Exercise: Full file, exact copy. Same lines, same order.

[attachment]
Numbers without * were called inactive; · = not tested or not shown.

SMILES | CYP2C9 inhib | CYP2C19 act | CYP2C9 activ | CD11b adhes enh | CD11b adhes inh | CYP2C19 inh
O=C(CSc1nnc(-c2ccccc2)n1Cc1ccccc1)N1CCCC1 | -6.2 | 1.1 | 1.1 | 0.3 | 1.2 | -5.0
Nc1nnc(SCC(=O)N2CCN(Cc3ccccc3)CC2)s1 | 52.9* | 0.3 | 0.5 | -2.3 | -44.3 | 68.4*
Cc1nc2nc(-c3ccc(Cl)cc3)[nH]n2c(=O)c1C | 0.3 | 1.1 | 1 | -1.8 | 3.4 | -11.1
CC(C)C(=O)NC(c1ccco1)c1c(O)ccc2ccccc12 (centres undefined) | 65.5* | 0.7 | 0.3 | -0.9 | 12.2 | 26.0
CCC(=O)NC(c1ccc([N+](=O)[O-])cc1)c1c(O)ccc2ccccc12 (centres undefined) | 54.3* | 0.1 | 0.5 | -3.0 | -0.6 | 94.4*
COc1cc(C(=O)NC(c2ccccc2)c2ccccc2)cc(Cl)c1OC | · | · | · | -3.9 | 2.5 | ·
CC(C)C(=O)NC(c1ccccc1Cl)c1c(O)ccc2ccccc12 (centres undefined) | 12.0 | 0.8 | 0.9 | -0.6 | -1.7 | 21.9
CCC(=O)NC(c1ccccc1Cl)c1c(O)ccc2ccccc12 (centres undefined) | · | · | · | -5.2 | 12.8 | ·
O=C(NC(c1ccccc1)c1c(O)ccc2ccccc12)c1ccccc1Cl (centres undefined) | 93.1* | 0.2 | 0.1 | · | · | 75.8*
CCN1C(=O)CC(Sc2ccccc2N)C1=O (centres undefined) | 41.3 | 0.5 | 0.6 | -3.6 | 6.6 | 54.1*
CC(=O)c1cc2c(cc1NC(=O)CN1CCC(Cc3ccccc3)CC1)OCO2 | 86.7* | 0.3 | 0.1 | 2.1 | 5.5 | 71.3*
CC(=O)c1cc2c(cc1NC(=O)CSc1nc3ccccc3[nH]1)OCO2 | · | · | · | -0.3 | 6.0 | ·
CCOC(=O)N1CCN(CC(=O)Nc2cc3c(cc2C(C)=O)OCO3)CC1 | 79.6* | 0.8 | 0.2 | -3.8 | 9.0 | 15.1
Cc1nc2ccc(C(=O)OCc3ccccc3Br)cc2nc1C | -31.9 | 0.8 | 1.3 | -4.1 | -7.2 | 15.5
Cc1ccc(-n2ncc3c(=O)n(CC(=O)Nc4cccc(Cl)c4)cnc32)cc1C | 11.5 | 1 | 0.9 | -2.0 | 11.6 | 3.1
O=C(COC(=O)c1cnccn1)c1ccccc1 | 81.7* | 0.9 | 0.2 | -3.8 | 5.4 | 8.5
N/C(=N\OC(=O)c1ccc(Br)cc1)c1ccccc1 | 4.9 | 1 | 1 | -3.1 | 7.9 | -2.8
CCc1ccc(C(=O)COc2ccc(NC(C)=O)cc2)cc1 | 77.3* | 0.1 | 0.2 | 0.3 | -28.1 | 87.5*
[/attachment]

Numbers without * were called inactive; · = not tested or not shown.

SMILES | CYP2C9 inhib | CYP2C19 act | CYP2C9 activ | CD11b adhes enh | CD11b adhes inh | CYP2C19 inh
O=C(CSc1nnc(-c2ccccc2)n1Cc1ccccc1)N1CCCC1 | -6.2 | 1.1 | 1.1 | 0.3 | 1.2 | -5.0
Nc1nnc(SCC(=O)N2CCN(Cc3ccccc3)CC2)s1 | 52.9* | 0.3 | 0.5 | -2.3 | -44.3 | 68.4*
Cc1nc2nc(-c3ccc(Cl)cc3)[nH]n2c(=O)c1C | 0.3 | 1.1 | 1 | -1.8 | 3.4 | -11.1
CC(C)C(=O)NC(c1ccco1)c1c(O)ccc2ccccc12 (centres undefined) | 65.5* | 0.7 | 0.3 | -0.9 | 12.2 | 26.0
CCC(=O)NC(c1ccc([N+](=O)[O-])cc1)c1c(O)ccc2ccccc12 (centres undefined) | 54.3* | 0.1 | 0.5 | -3.0 | -0.6 | 94.4*
COc1cc(C(=O)NC(c2ccccc2)c2ccccc2)cc(Cl)c1OC | · | · | · | -3.9 | 2.5 | ·
CC(C)C(=O)NC(c1ccccc1Cl)c1c(O)ccc2ccccc12 (centres undefined) | 12.0 | 0.8 | 0.9 | -0.6 | -1.7 | 21.9
CCC(=O)NC(c1ccccc1Cl)c1c(O)ccc2ccccc12 (centres undefined) | · | · | · | -5.2 | 12.8 | ·
O=C(NC(c1ccccc1)c1c(O)ccc2ccccc12)c1ccccc1Cl (centres undefined) | 93.1* | 0.2 | 0.1 | · | · | 75.8*
CCN1C(=O)CC(Sc2ccccc2N)C1=O (centres undefined) | 41.3 | 0.5 | 0.6 | -3.6 | 6.6 | 54.1*
CC(=O)c1cc2c(cc1NC(=O)CN1CCC(Cc3ccccc3)CC1)OCO2 | 86.7* | 0.3 | 0.1 | 2.1 | 5.5 | 71.3*
CC(=O)c1cc2c(cc1NC(=O)CSc1nc3ccccc3[nH]1)OCO2 | · | · | · | -0.3 | 6.0 | ·
CCOC(=O)N1CCN(CC(=O)Nc2cc3c(cc2C(C)=O)OCO3)CC1 | 79.6* | 0.8 | 0.2 | -3.8 | 9.0 | 15.1
Cc1nc2ccc(C(=O)OCc3ccccc3Br)cc2nc1C | -31.9 | 0.8 | 1.3 | -4.1 | -7.2 | 15.5
Cc1ccc(-n2ncc3c(=O)n(CC(=O)Nc4cccc(Cl)c4)cnc32)cc1C | 11.5 | 1 | 0.9 | -2.0 | 11.6 | 3.1
O=C(COC(=O)c1cnccn1)c1ccccc1 | 81.7* | 0.9 | 0.2 | -3.8 | 5.4 | 8.5
N/C(=N\OC(=O)c1ccc(Br)cc1)c1ccccc1 | 4.9 | 1 | 1 | -3.1 | 7.9 | -2.8
CCc1ccc(C(=O)COc2ccc(NC(C)=O)cc2)cc1 | 77.3* | 0.1 | 0.2 | 0.3 | -28.1 | 87.5*